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I want to type password only once when connecting to SSH so I use ssh-copy-id and install my pubkey into authorized keys.

But I don't keep track which servers already have my key and which does not, so I issue ssh-copy-id again sometimes which adds duplicate key to authorized_keys?

  1. How to prevent ssh-copy-id from installing the key when it is already installed?
  2. /* How to make key installation automatic and transparent when connecting to SSH (without explicit ssh-copy-id? */
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3 Answers 3

How to prevent ssh-copy-id from installing the key when it is already installed?

Write your own script. All ssh-copy-id does is append a line to a file. The following would check for key's existence:

#!/bin/bash
cat ~/.ssh/id_* | ssh "$@" 'mkdir -pm 0700 ~/.ssh &&
    while read -r ktype key comment; do
        if ! (grep -Fw "$ktype $key" ~/.ssh/authorized_keys | grep -qsvF "^#"); then
            echo "$ktype $key $comment" >> ~/.ssh/authorized_keys
        fi
    done'

How to make key installation automatic and transparent when connecting to SSH (without explicit ssh-copy-id?

You cannot, because if the server doesn't have your public key already, it will not know where to get it from, either.

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"You cannot" -> I can, it is like trying to run "ssh-copy-id" every time before connecting or auto-executing certain commands after connecting. –  Vi. Mar 30 '11 at 10:34
    
Fine, you can run ssh-copy-id every time before connecting - but IMHO, that's lazy and ineffective. (In my $LOCATION, a SSH handshake may take up to 5 seconds on occassions, that's why I don't like it.) Copying the key once would be enough - just remember to do it the first time you connect to a new server. (If you manage tens or hundreds of servers, then you're using the wrong authentication method.) –  grawity Mar 30 '11 at 10:38
    
"just remember to do it the first time you connect to a new server" -> such things should be "remembered" by computer, not user. –  Vi. Mar 30 '11 at 14:59
    
@Vi: But only the user knows whether the key should be copied to the remote system (and if yes, which key: I have four). Also, where exactly the key should be put and in which format - OpenSSH has one, but not the only (unfortunately, RFC 4819 is not very common). –  grawity Mar 30 '11 at 18:40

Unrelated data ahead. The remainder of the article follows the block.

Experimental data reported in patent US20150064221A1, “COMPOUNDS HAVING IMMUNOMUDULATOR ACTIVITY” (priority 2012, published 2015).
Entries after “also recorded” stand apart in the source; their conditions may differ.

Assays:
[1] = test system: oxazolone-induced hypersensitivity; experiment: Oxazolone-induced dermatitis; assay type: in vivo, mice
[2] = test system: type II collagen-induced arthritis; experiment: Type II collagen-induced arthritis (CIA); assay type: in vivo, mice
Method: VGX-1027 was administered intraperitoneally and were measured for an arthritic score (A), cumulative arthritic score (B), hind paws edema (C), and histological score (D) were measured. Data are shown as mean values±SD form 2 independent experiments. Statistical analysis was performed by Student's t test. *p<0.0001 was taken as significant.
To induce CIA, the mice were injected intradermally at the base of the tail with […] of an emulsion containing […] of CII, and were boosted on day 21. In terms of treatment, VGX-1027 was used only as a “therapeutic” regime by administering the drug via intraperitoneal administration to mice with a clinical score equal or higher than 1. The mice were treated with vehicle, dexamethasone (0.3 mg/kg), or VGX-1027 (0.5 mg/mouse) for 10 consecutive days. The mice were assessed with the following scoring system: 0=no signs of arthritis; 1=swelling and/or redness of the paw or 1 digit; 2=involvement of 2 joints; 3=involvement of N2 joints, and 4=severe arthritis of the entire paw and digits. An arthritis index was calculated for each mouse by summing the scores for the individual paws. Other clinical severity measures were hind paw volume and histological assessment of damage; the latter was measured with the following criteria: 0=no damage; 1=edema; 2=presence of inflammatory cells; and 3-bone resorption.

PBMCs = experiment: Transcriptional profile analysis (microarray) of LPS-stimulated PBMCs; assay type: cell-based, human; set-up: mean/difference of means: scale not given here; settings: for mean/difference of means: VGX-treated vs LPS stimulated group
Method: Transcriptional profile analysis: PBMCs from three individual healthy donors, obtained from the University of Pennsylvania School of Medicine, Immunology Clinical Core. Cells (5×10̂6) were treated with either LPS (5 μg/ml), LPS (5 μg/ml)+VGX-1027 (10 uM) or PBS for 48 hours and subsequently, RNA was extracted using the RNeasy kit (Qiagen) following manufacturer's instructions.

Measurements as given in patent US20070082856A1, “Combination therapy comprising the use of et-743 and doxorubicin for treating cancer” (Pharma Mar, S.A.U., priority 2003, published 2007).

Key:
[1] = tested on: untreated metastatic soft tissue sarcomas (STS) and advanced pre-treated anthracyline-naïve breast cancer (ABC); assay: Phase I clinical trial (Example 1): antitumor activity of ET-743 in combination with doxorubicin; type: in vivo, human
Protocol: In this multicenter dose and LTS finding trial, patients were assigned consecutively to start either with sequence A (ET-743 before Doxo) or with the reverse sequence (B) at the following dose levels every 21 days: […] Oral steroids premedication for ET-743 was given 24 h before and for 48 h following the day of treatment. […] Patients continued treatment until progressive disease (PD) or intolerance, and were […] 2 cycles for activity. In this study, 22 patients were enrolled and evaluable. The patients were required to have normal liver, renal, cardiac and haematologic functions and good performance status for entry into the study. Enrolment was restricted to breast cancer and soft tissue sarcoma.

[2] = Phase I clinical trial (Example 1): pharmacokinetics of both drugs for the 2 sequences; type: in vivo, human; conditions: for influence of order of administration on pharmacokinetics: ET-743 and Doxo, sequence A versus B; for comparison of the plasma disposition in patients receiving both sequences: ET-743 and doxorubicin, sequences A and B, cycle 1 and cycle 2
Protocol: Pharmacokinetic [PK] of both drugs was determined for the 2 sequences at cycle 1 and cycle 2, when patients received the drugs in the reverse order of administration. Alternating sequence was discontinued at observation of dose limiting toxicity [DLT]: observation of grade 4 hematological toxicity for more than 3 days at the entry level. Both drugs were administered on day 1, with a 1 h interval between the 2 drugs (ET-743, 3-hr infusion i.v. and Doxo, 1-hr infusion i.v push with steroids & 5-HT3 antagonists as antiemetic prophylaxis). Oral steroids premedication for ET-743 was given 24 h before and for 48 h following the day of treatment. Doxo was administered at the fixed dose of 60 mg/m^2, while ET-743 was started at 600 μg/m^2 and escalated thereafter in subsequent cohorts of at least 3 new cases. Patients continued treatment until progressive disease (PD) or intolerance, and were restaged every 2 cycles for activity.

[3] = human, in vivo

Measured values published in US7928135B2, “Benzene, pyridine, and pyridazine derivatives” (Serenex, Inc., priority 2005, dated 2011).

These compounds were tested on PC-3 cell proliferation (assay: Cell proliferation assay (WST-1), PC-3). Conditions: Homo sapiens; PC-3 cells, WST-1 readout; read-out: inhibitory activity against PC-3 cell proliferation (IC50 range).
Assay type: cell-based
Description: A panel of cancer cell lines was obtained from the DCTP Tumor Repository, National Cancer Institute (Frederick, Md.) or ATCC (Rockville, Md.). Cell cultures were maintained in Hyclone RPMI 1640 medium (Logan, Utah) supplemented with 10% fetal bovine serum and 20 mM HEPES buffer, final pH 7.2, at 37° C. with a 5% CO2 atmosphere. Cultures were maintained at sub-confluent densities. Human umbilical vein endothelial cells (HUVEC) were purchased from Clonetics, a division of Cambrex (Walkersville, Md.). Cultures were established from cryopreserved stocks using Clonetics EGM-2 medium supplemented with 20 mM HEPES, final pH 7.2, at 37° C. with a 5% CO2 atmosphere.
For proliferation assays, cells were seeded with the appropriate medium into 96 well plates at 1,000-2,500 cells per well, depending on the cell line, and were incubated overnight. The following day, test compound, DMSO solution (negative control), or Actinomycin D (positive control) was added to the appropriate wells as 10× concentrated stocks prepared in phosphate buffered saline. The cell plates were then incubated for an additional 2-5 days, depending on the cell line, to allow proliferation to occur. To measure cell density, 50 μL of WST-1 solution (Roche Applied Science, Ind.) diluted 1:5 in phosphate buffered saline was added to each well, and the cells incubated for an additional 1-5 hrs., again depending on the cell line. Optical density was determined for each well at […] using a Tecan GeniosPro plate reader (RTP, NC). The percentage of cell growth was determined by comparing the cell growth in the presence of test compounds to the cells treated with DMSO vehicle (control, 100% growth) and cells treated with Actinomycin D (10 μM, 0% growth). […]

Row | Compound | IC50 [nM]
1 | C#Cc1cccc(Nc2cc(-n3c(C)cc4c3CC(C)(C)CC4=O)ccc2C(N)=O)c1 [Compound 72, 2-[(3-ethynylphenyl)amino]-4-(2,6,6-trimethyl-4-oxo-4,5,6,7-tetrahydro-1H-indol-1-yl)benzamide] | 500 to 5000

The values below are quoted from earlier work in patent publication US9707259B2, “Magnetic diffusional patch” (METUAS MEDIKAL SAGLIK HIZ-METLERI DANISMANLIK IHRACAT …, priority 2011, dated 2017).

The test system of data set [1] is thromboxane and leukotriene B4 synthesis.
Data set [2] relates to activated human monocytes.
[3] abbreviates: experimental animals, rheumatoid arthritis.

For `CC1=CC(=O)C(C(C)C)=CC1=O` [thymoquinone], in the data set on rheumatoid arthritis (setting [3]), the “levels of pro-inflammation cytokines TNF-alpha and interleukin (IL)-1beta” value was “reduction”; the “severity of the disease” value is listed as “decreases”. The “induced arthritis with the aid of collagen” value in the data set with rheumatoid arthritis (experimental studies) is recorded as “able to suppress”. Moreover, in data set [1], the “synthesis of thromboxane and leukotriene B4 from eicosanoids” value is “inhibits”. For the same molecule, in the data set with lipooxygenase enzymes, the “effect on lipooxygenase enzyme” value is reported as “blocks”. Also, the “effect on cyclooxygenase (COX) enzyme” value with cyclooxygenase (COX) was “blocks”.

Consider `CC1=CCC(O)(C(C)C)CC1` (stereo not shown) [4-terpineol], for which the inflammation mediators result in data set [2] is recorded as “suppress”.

@Vi: This hack may work as a ProxyCommand in your SSH client config. –  grawity Mar 30 '11 at 18:44

Will http://thinkinginsoftware.blogspot.com/2012/07/avoid-duplicates-in-authorizedkeys.html work for you? Basically the trick is you first add the key and after that you delete all occurrences of the key with the exception of the last one (Dollar+Exclamation Mark):

#!/bin/bash -ex
# ssh-copy-id-uniq.sh

user=$1
host=$2
publicKey=$3
privateKey=$4

LOCAL_HOST_NAME=`hostname`

USAGE="Usage: `basename $0`    "

if [ $# -ne "4" ] 
then
 echo $USAGE
  exit 1 
fi

su $user -c "ssh-copy-id -i $publicKey $user@$host"
ssh -i $privateKey $user@$host "sed -i \"\\\$!{/$user@$LOCAL_HOST_NAME/d;}\" ~/.ssh/authorized_keys"
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1  
Would be more useful if it would remove keys based on the key itself, but not the comment - the comment might differ for the same key. OTOH there might be multiple keys with the same comment, which should be kept. –  blueyed Aug 29 '12 at 8:49
    
@blueyed: Not sure what you meant but I added some clarification in case the sed command is not clear. The line is not removed based on a comment but on the combination of user and host name. There should be no other keys for that user and hostname we would agree. –  Nestor Urquiza Oct 12 '12 at 17:27

To avoid duplicates, you can modify ssh-copy-id.

I have done this to the ssh-copy-id distributed with Debian's openssh-client, which for me was version 1:6.0p1-4. In short, I modified

cat >> ~/.ssh/authorized_keys

to

t=$(tempfile); cat ~/.ssh/authorized_keys - | sort -u > $t && mv $t ~/.ssh/authorized_keys

Here is a patch ( diff -c /usr/bin/ssh-copy-id.orig /usr/bin/ssh-copy-id )

*** /usr/bin/ssh-copy-id.orig   2013-02-08 23:18:09.000000000 +0100
--- /usr/bin/ssh-copy-id    2013-12-12 23:14:48.705964476 +0100
***************
*** 41,47 ****
  # strip any trailing colon
  host=`echo $1 | sed 's/:$//'`

! { eval "$GET_ID" ; } | ssh $host "umask 077; test -d ~/.ssh || mkdir ~/.ssh ; cat >> ~/.ssh/authorized_keys && (test -x /sbin/restorecon && /sbin/restorecon ~/.ssh ~/.ssh/authorized_keys >/dev/null 2>&1 || true)" || exit 1

  cat <<EOF
  Now try logging into the machine, with "ssh '$host'", and check in:
--- 41,47 ----
  # strip any trailing colon
  host=`echo $1 | sed 's/:$//'`

! { eval "$GET_ID" ; } | ssh $host 'sh -c "umask 077; mkdir -p ~/.ssh ; t=$(tempfile); cat ~/.ssh/authorized_keys - | sort -u > \$t && mv \$t ~/.ssh/authorized_keys && (test -x /sbin/restorecon && /sbin/restorecon ~/.ssh ~/.ssh/authorized_keys >/dev/null 2>&1 || true)"' || exit 1

  cat <<EOF
  Now try logging into the machine, with "ssh '$host'", and check in:

As for 2 (make it automatic), you can't, but if you patch ssh-copy-id to avoid duplicates, it doesn't matter if you run ssh-copy-id too much.

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